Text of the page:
Compare funds correctly
Whether you are a professional or private investor, investment decisions should be made on the basis of objective information that you actually understand. The independent nature of the data as well as the transparency of the ranking therefore take priority.
What key figures and fund data can you compare?
In addition to performance and volatility (value fluctuation), there are still other key figures that you can compare. These include the subscription fee, the fund volume and the use of income. The investment focus more precisely specifies the funds in which investments are made. These include the fund type (e.g. stock funds or pension funds) and specific regions, topics or sectors. Example of investment focuses include Europe all cap stock funds, global real estate funds or dynamic emerging markets mixed funds.
Even if you are already invested in funds, a comparison is worth your time. In the fund comparison you can discover the top performers in various asset classes, investment regions or topics or evaluate the performance of your fund in comparison to its peer group.
Compare the performance across different periods
When comparing the performance of different investment funds, always take a look at multiple periods and pay attention to how the products performed in times of crisis. For full transparency, you should be able to switch between various periods (e.g. 1 year, 3 years and 5 years) in every fund comparison.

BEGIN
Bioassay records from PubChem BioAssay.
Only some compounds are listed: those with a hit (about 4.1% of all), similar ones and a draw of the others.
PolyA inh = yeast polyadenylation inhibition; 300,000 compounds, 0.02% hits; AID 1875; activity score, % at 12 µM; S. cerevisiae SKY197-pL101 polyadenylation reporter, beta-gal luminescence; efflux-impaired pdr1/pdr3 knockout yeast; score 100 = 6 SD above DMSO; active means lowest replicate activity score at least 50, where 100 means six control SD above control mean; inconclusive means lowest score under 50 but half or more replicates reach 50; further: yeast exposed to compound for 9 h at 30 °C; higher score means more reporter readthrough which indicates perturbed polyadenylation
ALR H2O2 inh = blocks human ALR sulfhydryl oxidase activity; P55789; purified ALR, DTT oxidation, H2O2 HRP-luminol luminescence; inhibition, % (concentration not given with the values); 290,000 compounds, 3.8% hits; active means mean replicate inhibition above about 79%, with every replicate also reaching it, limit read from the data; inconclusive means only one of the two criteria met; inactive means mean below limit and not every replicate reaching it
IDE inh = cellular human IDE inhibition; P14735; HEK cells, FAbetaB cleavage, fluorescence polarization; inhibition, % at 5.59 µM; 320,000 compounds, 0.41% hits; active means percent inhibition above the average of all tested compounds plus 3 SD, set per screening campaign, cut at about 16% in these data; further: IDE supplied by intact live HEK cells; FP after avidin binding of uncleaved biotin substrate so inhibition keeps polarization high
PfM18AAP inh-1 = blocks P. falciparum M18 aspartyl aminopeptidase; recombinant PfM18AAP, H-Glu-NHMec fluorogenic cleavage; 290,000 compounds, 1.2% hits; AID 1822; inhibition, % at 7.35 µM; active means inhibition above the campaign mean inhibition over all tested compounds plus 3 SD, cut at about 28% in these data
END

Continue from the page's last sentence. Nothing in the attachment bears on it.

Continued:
Factor your risk tolerance into the fund comparison
When the expected returns of investment funds rise, normally so does their risk. You should therefore absolutely factor your personal risk tolerance into the comparison. Multiple key figures in the fund comparison say something about risk. While the volatility reflects the fluctuation ('How much does the value of my fund fluctuate?'), the Sharpe ratio relates this to the returns ('Is the risk worth it?') Another risk indicator is the SRRI (synthetic risk and reward indicator), which classifies the risk on a scale from 1-7 and is required by law The value is based on the volatility of the last five years. A value of 1 indicates a low risk, while a value of 7 indicates a high risk.